At first I thought it might have been made this way to accommodate someone's logo to be soldered on there, but it has no solder tinning; it's gold filled, and it has an impression of the vertical arrow shaft running through the area that usually would have the feather impressions, so the feather impressions were not ground off or there would not be this vertical shaft; it would have been ground off, too.
0 ITEM #5120: PARKER VACUMATIC DESK PEN WITH FLEXIBLE ACCOUNTANT NIB.
It should be noted that some double jewel examples have been found with the imprint up by the clutch ring, with a datecode of “1”.
In addition, I have been able to inspect a demonstrator with the “1” imprint by the clutch ring and a rounded blindcap.
When one thinks of the vintage Parker 51 pen, one generally has in mind the Aerometric Mk1 as illustrated below with the short arrow clip and rounded end to the barrel.
This model, with many variations, was in production in the USA and UK from around 1948 to the late 1960s In 1969, Parker UK introduced the Mk2 which is most easily distinguished from the Mk1 by having a squared off end to its barrel and a Parker 61 type clip. The Mk1-3 classification of the Aerometric 51 is useful as a guide, but is a great simplification as design changes, driven both by technological improvements and the need to reduce production costs, came about throughout the 51s production period.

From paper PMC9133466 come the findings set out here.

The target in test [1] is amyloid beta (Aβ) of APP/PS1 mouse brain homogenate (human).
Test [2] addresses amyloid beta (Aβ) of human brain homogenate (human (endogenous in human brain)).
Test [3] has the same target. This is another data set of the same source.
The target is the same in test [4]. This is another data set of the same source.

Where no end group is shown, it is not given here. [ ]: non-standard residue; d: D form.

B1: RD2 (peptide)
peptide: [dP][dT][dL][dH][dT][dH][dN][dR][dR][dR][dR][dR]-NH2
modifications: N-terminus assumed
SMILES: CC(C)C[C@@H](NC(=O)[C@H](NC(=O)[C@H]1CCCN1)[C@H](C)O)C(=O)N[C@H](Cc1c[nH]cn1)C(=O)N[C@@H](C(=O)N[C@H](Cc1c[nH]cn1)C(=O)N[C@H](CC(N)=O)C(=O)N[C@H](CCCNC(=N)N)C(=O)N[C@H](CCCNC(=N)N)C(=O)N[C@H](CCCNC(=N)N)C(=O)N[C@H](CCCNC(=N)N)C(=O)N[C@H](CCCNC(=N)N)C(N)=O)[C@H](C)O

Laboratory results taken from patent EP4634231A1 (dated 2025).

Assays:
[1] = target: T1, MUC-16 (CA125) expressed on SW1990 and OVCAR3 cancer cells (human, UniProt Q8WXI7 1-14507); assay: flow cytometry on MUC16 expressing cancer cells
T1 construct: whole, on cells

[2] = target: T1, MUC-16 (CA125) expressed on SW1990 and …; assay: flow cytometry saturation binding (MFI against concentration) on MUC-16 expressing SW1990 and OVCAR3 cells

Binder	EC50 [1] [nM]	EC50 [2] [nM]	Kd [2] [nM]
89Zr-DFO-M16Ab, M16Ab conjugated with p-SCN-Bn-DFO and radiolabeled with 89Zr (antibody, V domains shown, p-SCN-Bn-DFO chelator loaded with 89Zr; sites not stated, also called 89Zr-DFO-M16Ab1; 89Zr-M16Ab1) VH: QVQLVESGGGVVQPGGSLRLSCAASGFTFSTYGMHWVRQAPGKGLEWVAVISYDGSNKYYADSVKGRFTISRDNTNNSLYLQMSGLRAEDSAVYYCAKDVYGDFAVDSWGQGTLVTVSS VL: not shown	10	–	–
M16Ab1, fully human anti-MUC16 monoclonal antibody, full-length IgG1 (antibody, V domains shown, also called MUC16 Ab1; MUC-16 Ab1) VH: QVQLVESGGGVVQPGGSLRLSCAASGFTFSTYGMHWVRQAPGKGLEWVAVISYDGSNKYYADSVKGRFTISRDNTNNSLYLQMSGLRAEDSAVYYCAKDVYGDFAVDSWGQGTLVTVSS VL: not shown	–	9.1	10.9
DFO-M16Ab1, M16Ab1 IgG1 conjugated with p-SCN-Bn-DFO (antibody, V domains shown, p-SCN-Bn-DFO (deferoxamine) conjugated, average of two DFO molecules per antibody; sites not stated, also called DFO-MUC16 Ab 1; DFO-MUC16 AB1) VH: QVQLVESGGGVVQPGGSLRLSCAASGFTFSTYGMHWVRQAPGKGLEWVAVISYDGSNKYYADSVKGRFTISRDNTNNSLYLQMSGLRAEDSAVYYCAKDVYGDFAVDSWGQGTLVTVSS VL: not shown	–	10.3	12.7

This nib had two identifying stars (very much alike those on the famous "star clips") these nibs came in eight different styles, all denoted by a letter: A Superfine, Rigid, Long nib.
During the first quarter and part of the second quarter of 1942, the imprint remained all in one line, just as the 1941 pens; Parker “51” Made in USA Some of these pens will incorporate early production materials, such as the caps and speedline filler.
They can be easily distinguished from later production by several unique characteristics.
Practically all pens of this period are double jewels, meaning that they have a decorative “jewel” at the top of the cap and at the end of the barrel (a handful of single jewel pens dated 4th quarter 1941 with imprints by the clutch ring have been found).
Double jeweled, triple band, Medium 14K nib and a super clean (uncorroded) lock-down filler.
This has a rare clip in that the back end is flat, with no feather impressions.
#5: A two-tone gold and platinum "USA Parker" nib used on the topline pens until 1936.